What are the 10 ways to increase your website's credibility and win more customers?
Your website is an important asset in your business. It‘s where people go to find out about you and what you offer. But if they don’t trust you or your company they won’t buy from you. So, how do you increase your site’s credibility?
Here are 10 ways to increase your websites credibility to potential customers:
- <a href="#1"> (1) Make the information on your website easy to verify</a>
- <a href="#2"> (2) Show there is a real organization behind your website</a>
- <a href="#3"> (3) Highlight your expertise</a>
- <a href="#4"> (4) Include social proof</a>
- <a href="#5"> (5) Make it easy for your clients to contact you</a>
- <a href="#6"> (6) Use standard design principles</a>
- <a href="#7"> (7) Make your website easy to navigate and useful</a>
- <a href="#8"> (8) Update your website's content regularly</a>
- <a href="#9"> (9) Keep promotional content to a minimum</a>
- <a href="#10"> (10) Fix errors on your website and keep your website up</a>
<h2 id="1"> (1) Make the information on your website easy to verify</h2>
Google Business Profile
One way to make sure your information is easy to verify is to setup a Google Business Profile. You already should have a profile for reviews and local SEO purposes. If you don't have a Google Business Profile, set one up ASAP.
Google has a few checks they utilize to verify that your business is real. They go the extra mile and send a postcard to the address listed for your business with a verification code you have to enter into your Google Business Profile for approval.
Seeing your business listed on Google's Map Pack puts customers at ease, helping them feel more confident you are a real business.
Another thing you can do is link out to other organizations you are a part of that have your business listed on their website. If it is a credible organization or business, people will associate its credibility with your own.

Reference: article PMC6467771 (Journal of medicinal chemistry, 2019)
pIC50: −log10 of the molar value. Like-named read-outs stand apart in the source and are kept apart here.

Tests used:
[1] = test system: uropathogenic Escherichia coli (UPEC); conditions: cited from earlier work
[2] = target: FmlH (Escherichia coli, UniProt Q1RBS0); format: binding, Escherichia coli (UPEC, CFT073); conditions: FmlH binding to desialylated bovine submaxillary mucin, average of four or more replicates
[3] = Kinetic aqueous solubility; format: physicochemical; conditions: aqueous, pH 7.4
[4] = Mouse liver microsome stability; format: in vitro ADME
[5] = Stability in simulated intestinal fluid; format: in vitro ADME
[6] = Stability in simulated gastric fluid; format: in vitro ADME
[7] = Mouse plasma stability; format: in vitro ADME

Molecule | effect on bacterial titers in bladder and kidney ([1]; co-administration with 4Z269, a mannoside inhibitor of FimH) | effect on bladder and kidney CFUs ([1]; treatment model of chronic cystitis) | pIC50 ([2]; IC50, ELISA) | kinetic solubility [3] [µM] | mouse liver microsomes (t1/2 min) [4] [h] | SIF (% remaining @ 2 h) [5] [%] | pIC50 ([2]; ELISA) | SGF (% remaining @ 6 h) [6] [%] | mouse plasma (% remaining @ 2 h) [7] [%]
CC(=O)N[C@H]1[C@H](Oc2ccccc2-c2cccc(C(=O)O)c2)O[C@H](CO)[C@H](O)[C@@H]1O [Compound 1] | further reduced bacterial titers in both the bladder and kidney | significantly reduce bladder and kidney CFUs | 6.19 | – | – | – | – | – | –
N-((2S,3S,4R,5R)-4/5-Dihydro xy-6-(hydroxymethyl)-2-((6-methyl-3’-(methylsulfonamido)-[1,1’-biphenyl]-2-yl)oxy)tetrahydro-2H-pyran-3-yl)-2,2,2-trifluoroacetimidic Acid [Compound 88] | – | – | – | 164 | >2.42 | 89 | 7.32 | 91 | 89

Not all links are the same
When linking to another company, try to do so naturally. If you are a member of the local chamber of commerce, include that information on your about page with a link directly in the text to your local chamber. You could say something like,
“ We take pride in our local community. We are involved in the Chamber of Commerce and XYZ organization.”
Create a hyperlink for the Chamber as well as each of the organizations you are affiliated with in your local community.
<h2 id="2"> (2) Show there is a real organization behind your website </h2>
Photos are a key to increasing your credibility. When considering which photos to include, try to avoid heavy use of stock photos. I’m not saying you shouldn’t use stock photos. I use them from time to time. But limit their use if at all possible and use your own pictures. You may have to spend a little and hire a professional photographer, but it will be worth it.
What should you take pictures of?
- Your office - If you have a brick-and-mortar location, include photos of your office and people working.
- Your products - High-quality pictures of the products you sell are key. Hire a professional photographer if you can. Or invest in your own equipment. You don’t need the best or most expensive camera. Instead, focus on lighting. A good lighting setup will do wonders for your product photos.
- Your work - If you don’t have a brick-and-mortar location, post pictures of your work product. Service based businesses like a plumber, electrician, or contractor, can post pictures of their truck, completed projects, or before and after photos.These are great ways to showcase your work, as well as increase your credibility.
- Your portfolio - If you are an artist or designer, you need a portfolio. If you can include a link to your client's website, especially if your work product is shown on the website, that adds more credibility.
<h2 id="3">(3) Highlight your expertise</h2>
Your website content and your services should highlight your expertise.
If you have experts on your team, or those who are leading contributors in their field, make sure to include their credentials in their bio and link to any relevant articles, journals, or associations.
Anyone can claim to be an expert. But not everyone has the credentials, association and experience to back that claim up.
<h2 id="4">(4) Include social proof</h2>
Is it evident that honest and trustworthy people stand behind your website? If you don’t have any reviews, customers will assume otherwise.
Reviews are key.
Customers want to know that other customers just like them have bought your product or used your service.
Reviews convey to others that your product or service is worth it and that you are trustworthy.
Not all reviews are the same
Anyone can post a review on a website. To erase doubt that your review is genuine, you should include several items along with the review.
- Link – Link to their company or link to a page on their website that highlights your work.
How do you know if you can post a review?